Posted by Michael Andersen (Contributor) on March 26th, 2014 at 9:33 am
Sauvie Island farm Bella Organic has started a program it says aims to reduce miles driven in the rural area northwest of Portland: it’s offering free auto parking to anyone driving to the island for a recreational bike ride. The owner of the company is also encouraging anyone who rides a bike on the island to use their parking lot and farm store as a rest stop.
“We’ve had lots of customers tell us, ‘We wish there was more parking out here and it were more accessible,'” farm owner Sofia Kondilis-Hashem said Tuesday.
The island already has a small, free lot near the Sauvie Island Bridge that Kondilis-Hashem said is sometimes targeted by car prowlers. Bella Organic, meanwhile, has room for 100 cars to serve its u-pick berry and pumpkin farm and produce store about 1.5 miles from the bridge. Kondilis-Hashem said it only ever fills up on a few October weekends, and the farm wants to put the space to better use.
“The parking other than that is way down in the back of the island and it’s kind of scary,” Kondilis-Hashem said. “It’s not exactly easy for people to get to.”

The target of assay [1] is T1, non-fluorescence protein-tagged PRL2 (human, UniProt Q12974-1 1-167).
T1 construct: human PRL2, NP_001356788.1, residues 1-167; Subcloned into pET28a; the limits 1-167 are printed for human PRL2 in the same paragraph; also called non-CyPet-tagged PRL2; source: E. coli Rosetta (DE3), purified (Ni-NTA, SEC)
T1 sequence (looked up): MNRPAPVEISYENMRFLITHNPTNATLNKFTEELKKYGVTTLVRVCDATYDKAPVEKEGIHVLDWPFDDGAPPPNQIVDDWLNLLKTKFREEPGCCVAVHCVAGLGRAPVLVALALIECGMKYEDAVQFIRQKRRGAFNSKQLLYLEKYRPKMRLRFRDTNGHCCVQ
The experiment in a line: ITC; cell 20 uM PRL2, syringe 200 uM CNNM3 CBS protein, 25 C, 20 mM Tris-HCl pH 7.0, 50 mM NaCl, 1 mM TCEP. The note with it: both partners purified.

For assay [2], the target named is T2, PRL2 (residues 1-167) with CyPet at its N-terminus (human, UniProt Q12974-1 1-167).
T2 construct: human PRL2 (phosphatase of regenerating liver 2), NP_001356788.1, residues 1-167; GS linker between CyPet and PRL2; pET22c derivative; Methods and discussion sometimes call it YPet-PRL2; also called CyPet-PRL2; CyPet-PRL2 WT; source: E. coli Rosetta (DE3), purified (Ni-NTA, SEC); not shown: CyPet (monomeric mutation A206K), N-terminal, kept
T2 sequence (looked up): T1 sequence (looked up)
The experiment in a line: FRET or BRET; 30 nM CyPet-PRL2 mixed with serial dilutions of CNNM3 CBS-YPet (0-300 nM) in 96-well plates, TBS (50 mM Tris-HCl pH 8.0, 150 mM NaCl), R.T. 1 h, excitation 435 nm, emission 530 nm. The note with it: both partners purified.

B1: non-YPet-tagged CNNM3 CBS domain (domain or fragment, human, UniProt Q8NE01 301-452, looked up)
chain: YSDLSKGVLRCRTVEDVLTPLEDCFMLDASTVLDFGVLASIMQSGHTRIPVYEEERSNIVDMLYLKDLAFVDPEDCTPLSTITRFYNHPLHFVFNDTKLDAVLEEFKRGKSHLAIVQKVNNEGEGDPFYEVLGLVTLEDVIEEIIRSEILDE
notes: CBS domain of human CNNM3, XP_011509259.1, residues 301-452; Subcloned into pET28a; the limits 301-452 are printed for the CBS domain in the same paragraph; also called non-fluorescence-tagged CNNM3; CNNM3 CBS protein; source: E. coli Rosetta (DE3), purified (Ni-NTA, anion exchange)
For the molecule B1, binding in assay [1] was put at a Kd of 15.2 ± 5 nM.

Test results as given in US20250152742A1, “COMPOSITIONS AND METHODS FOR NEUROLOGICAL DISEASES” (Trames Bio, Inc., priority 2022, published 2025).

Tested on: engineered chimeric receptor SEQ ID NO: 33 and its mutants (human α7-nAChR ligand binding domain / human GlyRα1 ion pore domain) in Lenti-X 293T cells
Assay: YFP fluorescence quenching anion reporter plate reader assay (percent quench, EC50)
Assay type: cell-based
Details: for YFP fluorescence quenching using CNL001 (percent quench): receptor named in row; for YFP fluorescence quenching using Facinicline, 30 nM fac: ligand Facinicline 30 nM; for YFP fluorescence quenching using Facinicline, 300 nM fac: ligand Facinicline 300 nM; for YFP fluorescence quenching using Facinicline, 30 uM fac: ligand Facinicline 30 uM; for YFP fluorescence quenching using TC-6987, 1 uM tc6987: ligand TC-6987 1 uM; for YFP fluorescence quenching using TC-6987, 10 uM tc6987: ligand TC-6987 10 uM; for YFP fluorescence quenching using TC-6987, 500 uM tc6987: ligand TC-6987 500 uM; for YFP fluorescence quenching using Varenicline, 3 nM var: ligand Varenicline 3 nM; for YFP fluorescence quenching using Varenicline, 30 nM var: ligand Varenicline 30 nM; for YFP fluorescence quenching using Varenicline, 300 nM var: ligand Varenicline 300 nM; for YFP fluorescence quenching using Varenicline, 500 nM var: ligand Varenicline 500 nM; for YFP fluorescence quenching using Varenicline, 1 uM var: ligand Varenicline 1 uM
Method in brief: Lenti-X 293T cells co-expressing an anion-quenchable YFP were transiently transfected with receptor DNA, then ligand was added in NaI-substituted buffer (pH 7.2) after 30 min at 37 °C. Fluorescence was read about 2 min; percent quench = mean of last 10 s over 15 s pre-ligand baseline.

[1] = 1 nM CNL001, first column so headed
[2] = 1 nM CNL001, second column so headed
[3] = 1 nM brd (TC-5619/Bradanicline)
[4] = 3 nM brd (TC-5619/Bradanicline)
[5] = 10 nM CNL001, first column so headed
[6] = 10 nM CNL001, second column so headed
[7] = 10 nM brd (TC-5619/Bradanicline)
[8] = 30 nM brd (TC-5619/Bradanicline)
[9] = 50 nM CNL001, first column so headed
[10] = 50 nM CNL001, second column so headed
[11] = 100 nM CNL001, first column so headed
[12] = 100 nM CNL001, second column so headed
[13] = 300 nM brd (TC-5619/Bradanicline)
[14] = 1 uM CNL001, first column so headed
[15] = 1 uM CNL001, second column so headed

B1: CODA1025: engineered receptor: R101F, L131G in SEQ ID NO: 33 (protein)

Because Kondilis-Hashem and her family don’t live on site, the offer applies only during the farm’s operating hours, which are 9 am to 6 pm from June to September. The farm is also open on October weekends, but Sofia Kondilis-Hashem said she can’t offer parking then because the lot is so busy.
Services for bike riders are also hard to come by on Sauvie Island. There’s a portable toilet in the main parking lot near the bridge, but it’s locked and only usable by TriMet operators. There are other restroom facilities at Kruger’s Farm north of the bridge and at a wildlife viewing area in the middle of island. Having another place to stop and take a break on the south end of the island is welcome news.
Here’s the route from the bridge and its parking lot to Bella Organics:
Parking in the wildlife areas of Sauvie Island is also possible but requires a permit that costs $7 per day or $22 per year.
Kondilis-Hashem said the farm is looking to build its relationship with Portlanders with measures like this one, which she hopes will make bike rides on the island more convenient.
“You don’t have to go six miles to get to parking, drive six miles to get around on your bike,” she said. “We are pro-bike on an island that is not so pro-bike, so we thought it only made sense.”